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Women sick of inequality – literally

All sectors in society need to act to stop gender based violence say Sonke Gender Justice as they remember Reeva Steenkamp and Anene Booysen.

More women are at risk of high blood pressure than men, a World Health Organisation (WHO) study published last week revealed – and experts placed much of the blame on unequal gender dynamics. 

According to Vash Mungal-Singh, chief executive of the Heart and Stroke Foundation, modern women have lot of responsibilities that push up their stress levels. “Women are under too much pressure. They have to multitask between their careers and raise kids. They must make sure kids are at school and later they come home from work to cook for them … this is where the stress comes from. Women have lot of things to focus on, not only their job,” she said.

Employed women spend twice as much time doing work outside of the office as men, according to Statistics South Africa’s 2013 report “A Survey of Time Use”. The report points out that after leaving the office, employed women, on average, spend four hours doing work in the home including cooking, cleaning and looking after children, while men have more time to relax after their work day.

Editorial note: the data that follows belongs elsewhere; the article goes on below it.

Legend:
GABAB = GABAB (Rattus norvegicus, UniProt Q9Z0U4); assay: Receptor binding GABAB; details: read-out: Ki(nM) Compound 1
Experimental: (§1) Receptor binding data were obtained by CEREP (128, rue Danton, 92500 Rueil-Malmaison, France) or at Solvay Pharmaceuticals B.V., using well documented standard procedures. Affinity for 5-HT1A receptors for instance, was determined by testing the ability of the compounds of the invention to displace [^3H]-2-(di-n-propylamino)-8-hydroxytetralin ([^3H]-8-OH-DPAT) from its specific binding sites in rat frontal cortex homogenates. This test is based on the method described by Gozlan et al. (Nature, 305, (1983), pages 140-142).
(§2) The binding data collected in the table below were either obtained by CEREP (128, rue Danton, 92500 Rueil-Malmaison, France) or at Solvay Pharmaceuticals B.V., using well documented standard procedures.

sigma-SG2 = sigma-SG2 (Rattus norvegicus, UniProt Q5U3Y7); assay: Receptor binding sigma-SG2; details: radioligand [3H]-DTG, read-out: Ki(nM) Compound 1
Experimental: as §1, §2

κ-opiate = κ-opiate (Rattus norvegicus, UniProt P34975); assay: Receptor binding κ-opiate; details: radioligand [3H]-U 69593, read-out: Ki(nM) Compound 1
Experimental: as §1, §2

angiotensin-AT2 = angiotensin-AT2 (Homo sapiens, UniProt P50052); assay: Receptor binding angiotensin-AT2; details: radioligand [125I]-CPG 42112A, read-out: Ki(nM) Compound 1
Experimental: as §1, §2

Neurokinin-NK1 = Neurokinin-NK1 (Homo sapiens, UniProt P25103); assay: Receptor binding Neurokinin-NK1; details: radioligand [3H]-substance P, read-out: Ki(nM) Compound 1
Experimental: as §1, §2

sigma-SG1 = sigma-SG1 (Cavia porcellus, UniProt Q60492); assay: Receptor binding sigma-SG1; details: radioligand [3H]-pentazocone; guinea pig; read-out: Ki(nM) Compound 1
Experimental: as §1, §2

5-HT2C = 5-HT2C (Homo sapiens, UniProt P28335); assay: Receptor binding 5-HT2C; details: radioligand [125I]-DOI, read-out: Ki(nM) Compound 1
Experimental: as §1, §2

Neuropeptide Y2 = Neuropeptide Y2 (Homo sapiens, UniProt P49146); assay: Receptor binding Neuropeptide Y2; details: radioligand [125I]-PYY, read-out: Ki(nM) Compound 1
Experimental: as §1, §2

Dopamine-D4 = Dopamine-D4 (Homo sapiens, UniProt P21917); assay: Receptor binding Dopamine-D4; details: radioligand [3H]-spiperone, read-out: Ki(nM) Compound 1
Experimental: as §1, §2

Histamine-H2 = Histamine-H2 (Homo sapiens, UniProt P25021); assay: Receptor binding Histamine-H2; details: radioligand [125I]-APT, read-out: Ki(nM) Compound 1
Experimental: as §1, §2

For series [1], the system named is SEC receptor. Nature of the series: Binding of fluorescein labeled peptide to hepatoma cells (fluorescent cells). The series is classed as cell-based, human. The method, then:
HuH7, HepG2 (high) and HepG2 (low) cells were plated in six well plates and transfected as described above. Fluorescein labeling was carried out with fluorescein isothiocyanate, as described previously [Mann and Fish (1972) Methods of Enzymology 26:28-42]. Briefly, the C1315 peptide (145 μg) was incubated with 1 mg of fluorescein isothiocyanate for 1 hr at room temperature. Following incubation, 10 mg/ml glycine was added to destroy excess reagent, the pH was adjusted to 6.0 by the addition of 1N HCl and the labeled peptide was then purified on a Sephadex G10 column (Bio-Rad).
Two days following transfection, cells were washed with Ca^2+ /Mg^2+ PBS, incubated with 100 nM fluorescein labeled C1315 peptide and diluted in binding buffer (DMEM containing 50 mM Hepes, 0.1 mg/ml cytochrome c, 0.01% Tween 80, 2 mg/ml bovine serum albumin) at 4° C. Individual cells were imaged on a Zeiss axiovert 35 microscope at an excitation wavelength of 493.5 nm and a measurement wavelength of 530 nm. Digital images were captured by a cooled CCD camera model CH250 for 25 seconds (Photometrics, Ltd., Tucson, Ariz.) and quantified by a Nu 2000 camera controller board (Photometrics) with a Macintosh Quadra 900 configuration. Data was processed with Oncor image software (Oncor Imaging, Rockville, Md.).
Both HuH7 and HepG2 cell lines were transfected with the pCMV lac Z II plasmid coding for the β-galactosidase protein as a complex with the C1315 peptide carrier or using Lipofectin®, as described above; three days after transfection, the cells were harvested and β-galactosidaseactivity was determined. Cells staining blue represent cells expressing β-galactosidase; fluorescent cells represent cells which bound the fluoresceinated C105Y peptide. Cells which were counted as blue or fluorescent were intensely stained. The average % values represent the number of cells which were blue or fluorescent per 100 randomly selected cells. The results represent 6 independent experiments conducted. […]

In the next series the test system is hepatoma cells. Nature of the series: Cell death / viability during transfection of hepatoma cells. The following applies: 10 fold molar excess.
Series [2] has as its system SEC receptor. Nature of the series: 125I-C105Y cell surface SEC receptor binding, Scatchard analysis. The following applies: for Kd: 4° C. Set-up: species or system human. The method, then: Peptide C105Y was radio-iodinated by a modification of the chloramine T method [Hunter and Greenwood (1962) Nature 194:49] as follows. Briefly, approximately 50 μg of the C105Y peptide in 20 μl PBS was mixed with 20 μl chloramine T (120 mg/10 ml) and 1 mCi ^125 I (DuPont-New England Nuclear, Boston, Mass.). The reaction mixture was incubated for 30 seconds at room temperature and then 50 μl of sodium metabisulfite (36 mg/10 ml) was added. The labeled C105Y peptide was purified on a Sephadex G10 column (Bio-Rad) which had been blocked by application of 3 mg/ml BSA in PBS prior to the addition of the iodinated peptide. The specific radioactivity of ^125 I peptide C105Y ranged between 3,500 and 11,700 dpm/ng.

The latest South African National Health and Nutrition Examination Survey, conducted by the Human Sciences Research Council, also shows that 70% of South African women are overweight or obese and are more likely to suffer from diabetes and high blood pressure.

Social and cultural factors also play a role in people’s unhealthy eating habits, added Mungal-Singh. “In some cultures when a woman is overweight this is seen as affluent. It is seen as economic success. Whereas if you are thin, the perception is that you are not doing well in life. Also fuller-figured women are said to be attractive to men. These are mind-set and perceptions that’s need to be broken as they make it OK for women to be overweight or obese.”

The WHO study also reveals that South Africa has the highest reported rate of high blood pressure for any country in the world at any time in history, with 78% of people of 50 years of age having the condition compared to India’s 32%.

Mungal-Singh said socio-economic changes occurring in the past two decades might have played its part. “South Africa has seen rapid urbanisation, which led to people adopting an unhealthy westernised lifestyle that came with a high consumption of fast foods, which are readily available and very cheap these days. In particular, women tend to put their health needs on the back burner. They want to be the gatekeepers and the custodians of their families’ health, neglecting their own.”

Ramatamo Sehoai was a Bhekisisa health journalism fellow.